The legacy Masekela sowed in New York City during the 1960s remains in the walls of the venues where he played, and in the dust of those that are no longer standing. It's in the records he made in studios and jazz clubs, and on the Manhattan streets where he once posed with a giant stuffed zebra for an album cover. It's a legacy that still lives on in tangible form, too, in the Hugh Masekela Heritage Scholarship at the Manhattan School of Music.

The school is the place where Masekela received his education and met some of the people that would go on to be life-long bandmates and friends, from Larry Willis (who, as the story goes, Masekela convinced to give up opera for piano) to Morris Goldberg, Herbie Hancock and Stewart Levine, "his brother and musical compadre," as Mabusha Masekela, Bra Hugh's nephew says.

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Music

The Fugees Will Be Playing Live Concerts In Ghana & Nigeria

Ready or not.

The legendary Fugees have announced that they will be reuniting for their first shows in 15 years for a string of concerts across North America, Europe and West Africa.

The reunion tour will be celebrating the anniversary of their classic 1996 album, The Score.

Ms. Lauryn Hill, Wyclef Jean and Pras Michel will be embarking on a 12-city global tour, which will have them landing in Nigeria and Ghana for a pair of December show dates — we'll have more details on those to come.

The tour starts this week with a 'secret' pop-up show at an undisclosed location in New York City on Wednesday (9/22) in support of Global Citizen Live. The rest of the dates will kick-off in November and see The Fugees playing concerts across Chicago Los Angeles, Atlanta, Oakland, Miami, Newark, Paris, London, and Washington DC, before finishing off in Nigeria and Ghana.

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Interview

This Compilation Shines a Light On East African Underground Music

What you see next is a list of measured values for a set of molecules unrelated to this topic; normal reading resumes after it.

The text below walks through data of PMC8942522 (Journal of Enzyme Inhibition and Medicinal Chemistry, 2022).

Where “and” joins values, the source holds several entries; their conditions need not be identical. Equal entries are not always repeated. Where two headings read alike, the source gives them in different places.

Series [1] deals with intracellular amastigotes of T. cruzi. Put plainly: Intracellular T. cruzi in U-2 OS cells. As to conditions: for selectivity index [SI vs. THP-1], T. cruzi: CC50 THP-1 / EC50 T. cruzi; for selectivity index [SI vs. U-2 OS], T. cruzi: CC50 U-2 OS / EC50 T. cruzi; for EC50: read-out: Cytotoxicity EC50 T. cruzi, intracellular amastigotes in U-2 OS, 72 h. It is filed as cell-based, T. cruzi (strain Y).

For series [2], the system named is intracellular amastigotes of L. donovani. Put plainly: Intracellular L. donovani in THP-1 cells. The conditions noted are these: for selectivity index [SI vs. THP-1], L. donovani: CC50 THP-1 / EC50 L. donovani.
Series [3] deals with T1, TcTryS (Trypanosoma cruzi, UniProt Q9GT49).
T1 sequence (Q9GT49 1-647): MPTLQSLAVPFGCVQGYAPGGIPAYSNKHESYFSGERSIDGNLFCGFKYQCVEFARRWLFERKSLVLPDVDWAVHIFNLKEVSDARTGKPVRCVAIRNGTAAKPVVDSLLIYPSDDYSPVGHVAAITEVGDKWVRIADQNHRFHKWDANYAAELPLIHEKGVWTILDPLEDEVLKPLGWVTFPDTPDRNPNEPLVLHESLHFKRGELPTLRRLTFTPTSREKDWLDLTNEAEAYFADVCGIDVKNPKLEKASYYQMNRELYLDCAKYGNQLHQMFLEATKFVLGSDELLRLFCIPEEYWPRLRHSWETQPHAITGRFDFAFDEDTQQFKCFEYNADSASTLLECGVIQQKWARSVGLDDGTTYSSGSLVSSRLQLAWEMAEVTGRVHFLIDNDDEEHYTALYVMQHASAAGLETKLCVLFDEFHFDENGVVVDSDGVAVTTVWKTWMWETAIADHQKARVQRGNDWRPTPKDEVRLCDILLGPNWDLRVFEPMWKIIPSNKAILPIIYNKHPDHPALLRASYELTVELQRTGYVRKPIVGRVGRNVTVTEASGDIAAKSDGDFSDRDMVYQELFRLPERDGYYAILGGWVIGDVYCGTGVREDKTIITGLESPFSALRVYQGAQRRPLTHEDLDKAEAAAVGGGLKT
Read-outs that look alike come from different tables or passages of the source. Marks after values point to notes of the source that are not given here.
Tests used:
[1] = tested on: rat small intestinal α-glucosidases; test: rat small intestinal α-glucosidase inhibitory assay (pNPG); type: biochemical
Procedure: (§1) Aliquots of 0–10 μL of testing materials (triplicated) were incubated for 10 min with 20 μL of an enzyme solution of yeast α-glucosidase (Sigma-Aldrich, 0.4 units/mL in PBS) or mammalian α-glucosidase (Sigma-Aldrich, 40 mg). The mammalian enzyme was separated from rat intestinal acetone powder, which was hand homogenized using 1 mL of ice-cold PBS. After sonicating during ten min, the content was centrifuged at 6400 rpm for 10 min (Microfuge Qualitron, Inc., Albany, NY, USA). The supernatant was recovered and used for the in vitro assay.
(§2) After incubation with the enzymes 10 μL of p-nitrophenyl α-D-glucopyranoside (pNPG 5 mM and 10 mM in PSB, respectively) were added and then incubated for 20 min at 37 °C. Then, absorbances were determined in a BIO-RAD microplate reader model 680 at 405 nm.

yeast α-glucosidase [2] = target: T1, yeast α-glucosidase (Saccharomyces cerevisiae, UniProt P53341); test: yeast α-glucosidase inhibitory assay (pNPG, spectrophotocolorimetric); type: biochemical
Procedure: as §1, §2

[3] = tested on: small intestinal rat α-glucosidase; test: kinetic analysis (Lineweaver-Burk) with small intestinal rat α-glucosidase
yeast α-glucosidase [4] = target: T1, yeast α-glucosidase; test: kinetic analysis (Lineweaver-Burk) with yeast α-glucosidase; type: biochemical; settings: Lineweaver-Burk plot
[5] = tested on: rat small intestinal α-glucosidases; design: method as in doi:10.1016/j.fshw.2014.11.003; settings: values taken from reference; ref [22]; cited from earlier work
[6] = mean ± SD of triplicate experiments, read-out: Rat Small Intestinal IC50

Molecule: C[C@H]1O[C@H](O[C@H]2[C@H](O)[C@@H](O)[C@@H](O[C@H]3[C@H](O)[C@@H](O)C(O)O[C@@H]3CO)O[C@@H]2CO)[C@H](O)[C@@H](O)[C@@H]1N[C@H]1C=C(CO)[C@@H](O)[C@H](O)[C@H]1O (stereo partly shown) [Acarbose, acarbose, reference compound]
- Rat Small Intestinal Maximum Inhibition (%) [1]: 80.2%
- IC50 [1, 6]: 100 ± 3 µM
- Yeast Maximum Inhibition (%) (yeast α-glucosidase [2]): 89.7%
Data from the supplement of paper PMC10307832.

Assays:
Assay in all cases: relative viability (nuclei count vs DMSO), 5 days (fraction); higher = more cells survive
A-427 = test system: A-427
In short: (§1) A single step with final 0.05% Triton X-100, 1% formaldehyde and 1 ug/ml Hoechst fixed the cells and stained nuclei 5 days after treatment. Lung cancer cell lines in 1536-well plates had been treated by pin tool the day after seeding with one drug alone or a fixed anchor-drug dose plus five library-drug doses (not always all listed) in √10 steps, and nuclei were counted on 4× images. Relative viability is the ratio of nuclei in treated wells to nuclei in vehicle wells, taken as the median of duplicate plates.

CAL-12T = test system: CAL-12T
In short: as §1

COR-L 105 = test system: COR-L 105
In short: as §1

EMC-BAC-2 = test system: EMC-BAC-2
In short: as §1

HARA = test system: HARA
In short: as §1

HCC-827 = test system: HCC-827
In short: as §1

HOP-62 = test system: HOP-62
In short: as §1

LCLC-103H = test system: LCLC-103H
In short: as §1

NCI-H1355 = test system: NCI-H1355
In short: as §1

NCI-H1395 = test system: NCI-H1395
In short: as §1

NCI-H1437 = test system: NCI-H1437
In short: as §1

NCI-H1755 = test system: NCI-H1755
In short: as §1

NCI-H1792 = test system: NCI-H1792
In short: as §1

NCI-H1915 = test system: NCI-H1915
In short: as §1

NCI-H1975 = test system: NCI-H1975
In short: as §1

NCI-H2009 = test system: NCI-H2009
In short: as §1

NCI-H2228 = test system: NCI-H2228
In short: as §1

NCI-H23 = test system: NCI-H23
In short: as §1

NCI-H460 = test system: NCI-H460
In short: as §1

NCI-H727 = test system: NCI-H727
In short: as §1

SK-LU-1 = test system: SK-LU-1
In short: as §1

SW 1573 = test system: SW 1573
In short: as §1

We talk to a few of the artists featured on the Music For the Eagles compilation from Uganda's Nyege Nyege.

Nyege Nyege, a label in Kampala, Uganda is channelling the confidence brimming over a whole continent. Africa is no longer the future. For dance music, its time is right now.

Music For the Eagles is a compilation released in conjunction with Soundcloud to showcase the best new acts that East Africa has to offer outside the mainstream. A new wave of artists firmly blasting non-conformist energy for you to spasm to. Music that takes you places. Otim Alpha's high BPM wedding frenzy of incessant rasping vocals accompanied by feverous violin will have you clawing the walls to oblivion. Anti Vairas' dancehall from a battleship with super galactic intentions doesn't even break a sweat as it ruins you. FLO's beautiful sirens call, is a skittish and detuned nursery rhyme that hints at a yearning for love but reveals something far more unnerving. Ecko Bazz's tough spiralling vocal over sub-bass and devil trap energy is an anthem that can only be bewailed. And Kidane Fighter's tune is more trance-like prayer. These are only some of the highlights for you to shake it out to.

We got to chat with a few of the artists featured on the Music For the Eagles compilation as they took a break from the studio below.